Kline's treatment of Leonard from October 2011 through
October 2017 and the dental records of Dr. Velasco's
treatment of Leonard from February 2018 through June 2018.
Burdine also personally examined and evaluated Leonard's
on his review of Dr. Kline's medical records, Dr. Burdine
noted that, when Kline first examined Leonard on October 18,
2011, Leonard reported having no loose teeth and no jaw or
tooth pain. Leonard complained that his missing teeth simply
prevented his full smile, and he stated that he wanted to
keep as many of his teeth as possible. The dental x-ray
showed that Leonard had 17 teeth remaining, including an
impacted third molar. Kline recommended only that he extract
all of Leonard's remaining teeth and construct upper and
lower prostheses. On June 14, 2012, Kline removed all of
Leonard's teeth and placed 11 implants, and "upper
and lower prosthetic teeth replacements were delivered."
Thereafter, Leonard's course of treatment, some 65
appointments, continued until October 2017, without success.
The records reflect that, throughout that period, Leonard
experienced infection, prostheses failure, dysfunction, and
January 4, 2018, Leonard presented to Dr. Burdine's
office complaining of pain, inability to chew, difficulty
speaking, and social embarrassment. Leonard was without
teeth, aside from a still-impacted third molar. In his
examination of Leonard, Burdine noted that
"[i]ll-fitting dentures were cemented" to implant
abutments and that there was inflammation present around the
prostheses. Leonard reported to Burdine, and Kline's
records reflected, that the prostheses had a history of
detaching and breaking. Burdine referred Leonard to Dr.
Velasco, a prosthodontist, for treatment.
Dr. Burdine notes that Dr. Velasco's records reflect his
The prosthes[e]s [were] ill-fitting, with a very poor
occlusal scheme, causing [Leonard] pain and difficulty
speaking. Further, Dr. Kline did not deliver what was
discussed and promised on the original treatment plan, as the
final prosthesis is cement retained Porcelain Fused to Metal
(PFM), as opposed to Multilayered full-contour zirconia.
Both upper and lower prosthes[e]s were totally
non-functional, with poor fit of each abutment, unstable and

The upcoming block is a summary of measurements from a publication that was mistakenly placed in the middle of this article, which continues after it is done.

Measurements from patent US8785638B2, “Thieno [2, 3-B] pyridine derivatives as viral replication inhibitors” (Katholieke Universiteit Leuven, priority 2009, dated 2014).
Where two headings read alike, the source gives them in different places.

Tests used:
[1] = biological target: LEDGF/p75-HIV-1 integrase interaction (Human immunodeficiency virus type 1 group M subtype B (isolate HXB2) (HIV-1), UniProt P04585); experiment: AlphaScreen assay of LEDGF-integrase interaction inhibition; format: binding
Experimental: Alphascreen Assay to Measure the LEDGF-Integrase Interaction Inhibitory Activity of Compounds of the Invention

hygienically being very difficult to clean, due to both poor
fit and design. Because the prosthes[e]s were so ill-fitting,
the patient has to re-cement [them] on his own (at home
dentistry), and this excess cement caused gingival
inflammation around the implants and bone loss around the
. . . . There is a finite life expectancy for the lower
implants, as a direct result of the bone loss that has
occurred since they were done in 2012.
recommended a treatment plan involving reconstruction of the
prostheses, which Leonard was undergoing at the time of the
Burdine opines that, based on a reasonable degree of medical
probability, Dr. Kline breached the applicable standard of
care by failing to provide Leonard with appropriate and
functional dental treatment. Burdine states that the record
of Kline's exam, although cursory and limited, indicates
"adequate bone on the FMX," "minimal pocket
probing on the probe chart," and that the teeth were
"stable." Thus, he opines, Leonard's teeth were
"clearly salvageable." However, notwithstanding
that his teeth were salvageable and that Leonard stated to
Kline that he "wanted to keep as many remaining teeth as
possible," "the only recommendation made by Dr.
Kline was to extract all of [Leonard's] erupted teeth and
the construction of upper and lower prosthetic replacements,
at a cost of around $50, 000." And, the medical records
reflect that Kline discussed treatment fees with Leonard even
before taking diagnostic records and formulating treatment
options. Burdine explained that such action suggests that
Kline utilizes a pre-determined treatment plan, which is
"entirely outside of the standard of care." And,
"there is no indication that models were mounted,"
i.e., that models of Leonard's teeth were created to
evaluate the way in which they fit together naturally.
Burdine opines that Kline breached the standard of care by
not discussing all treatment options with Leonard, such as
periodontal therapy, routine restorative work, partial
denture prostheses, implants, and bridges.
Burdine further notes that Dr. Kline stated on the anesthesia
record that Leonard had periodontal disease. Thus, opines
Burdine, Kline also breached the standard of care by making
"no effort" to refer Leonard for a periodontal
evaluation or to treat the disease before "embarking on
this extreme treatment plan." And, Kline further
breached the standard of care by providing Leonard with
ill-fitting, non-functional implants and prostheses, that,
despite at least 65 follow-up visits over the course of five
years, were "never properly completed."
Burdine opines that Dr. Kline's breaches of the standard
of care resulted in an excessively long course of treatment,
during which Leonard experienced pain, difficulty chewing and
speaking, and unnecessary expense. In addition, Kline's
failure to treat Leonard's oral disease before beginning
the restorations ...